Above all let us know what you find, as sequence of operations are always changing.

    yea thats what i was getting at why would a senior tech try 2 gas valves an still think thats what it is i mean what are the odds of getting 2 or 3 bad valves that do the same thing. thanks ill let ya no what happens.

  6. #19
    Join Date
    Jan 2004
    Location
    Lancaster PA
    Posts
    68,317
    A manometer would be a help when doing a dianostic on this.
    Contractor locator map

    How-to-apply-for-Professional

    How many times must one fix something before it is fixed?

  7. #20
    Join Date
    Nov 2001
    Location
    east kansas
    Posts
    8,033

    Some of you guys

    need to give this guy a break. Because you are showing your ignorance as how some other equipment works. And some of you should know better.

    My gas oven's HSI has to draw a minimum amount of amps before the gas valve to open and stay open.

  8. #21
    Join Date
    Nov 2001
    Location
    east kansas
    Posts
    8,033
    Goodman and maybe Lennox used an igniter and board that reduced voltage to the point the furnace would not light. Then on the next attempt the voltage was increased to the last ignition point. (As stated above)

  9. #22
    Join Date
    Dec 2006
    Location
    Middle Tennessee
    Posts
    11,347

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    Quote Originally Posted by Milk man View Post
    need to give this guy a break. Because you are showing your ignorance as how some other equipment works. And some of you should know better.

    My gas oven's HSI has to draw a minimum amount of amps before the gas valve to open and stay open.
    yap, and on the space shuttle before ignition takes place..........



    .

  10. #23
    Join Date
    Jan 2006
    Posts
    546
    This is most likely not the problem, But get the senor tech to check the condensate piping on this 90%er. if its not draining correct it will try and fire up by sputtering popping but the second pressure switch will not make. Also check the green gound wire that runs behind and routed back of the inducer housing. Its close to the heatexchanger box and I have found them badly burnt giving the gas valve a fit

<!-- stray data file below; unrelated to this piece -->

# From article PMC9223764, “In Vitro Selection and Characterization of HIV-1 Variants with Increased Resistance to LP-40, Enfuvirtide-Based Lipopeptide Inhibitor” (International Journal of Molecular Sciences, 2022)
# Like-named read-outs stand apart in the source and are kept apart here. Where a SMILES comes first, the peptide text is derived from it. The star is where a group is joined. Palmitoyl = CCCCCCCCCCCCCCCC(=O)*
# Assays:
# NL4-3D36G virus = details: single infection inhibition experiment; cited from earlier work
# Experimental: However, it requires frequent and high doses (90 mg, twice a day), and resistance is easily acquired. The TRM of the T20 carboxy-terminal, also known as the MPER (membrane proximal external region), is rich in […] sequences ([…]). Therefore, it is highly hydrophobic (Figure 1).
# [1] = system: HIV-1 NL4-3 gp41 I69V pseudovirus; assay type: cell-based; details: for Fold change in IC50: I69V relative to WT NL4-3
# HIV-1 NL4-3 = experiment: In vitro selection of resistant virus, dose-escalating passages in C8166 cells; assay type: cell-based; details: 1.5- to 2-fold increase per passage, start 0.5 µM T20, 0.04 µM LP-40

rick

  11. #24
    Join Date
    Nov 2001
    Location
    east kansas
    Posts
    8,033
    Quote Originally Posted by Airmechanical View Post
    yap, and on the space shuttle before ignition takes place..........



    .
    Are you sure they don't have a three tries for ignition before a soft lockout?

    "Houston, we have a problem"
    "Houston, the damn thing locked out again"
    "Houston, I turned the key off and back on, it should light now. We can check the problem after the mission, during regular business hours."

  12. #25
    Join Date
    Mar 2005
    Location
    Suppy NC
    Posts
    4,513
    first i take it this is a new furnace
    with these newer boards and ignitors the board does reat the ignitor
    in some cases
    some of the WR boards if you unplug the ignitor to test to see if voltage is been applied or when it is turned of the board will go into default and show ignito fault

    you need to check the voltage at the board with every thing intacted

    again is it propane or natral gas and what is the manifold pressure
    is the ignitor lined up properly and are the burners clear and lined up

    after te third valve what did he want to change next

    if this is an older unit it may have a weak ignitor or the wrong one
    amping the ignitor will give this info. If 3.0 or higher it is good, if less then 3 then time for a new one even if 2.99 it needs to be replace

    being you are new then just kick back and watch. ask questions and learn
    he isnt going to listen to you from what you are saying here

    apply for pro menbership so you can realy learn things the correct way because there is a lot of good info there that cant be posted here

  13. #26
    Join Date
    Nov 2007
    Location
    Landisburg,PA
    Posts
    69

    Thumbs up

    Quote Originally Posted by Milk man View Post
    need to give this guy a break. Because you are showing your ignorance as how some other equipment works. And some of you should know better.

    My gas oven's HSI has to draw a minimum amount of amps before the gas valve to open and stay open.
    yea this is what im talking about i new some equipment did this. that shows what some of the other guys on here no. thaks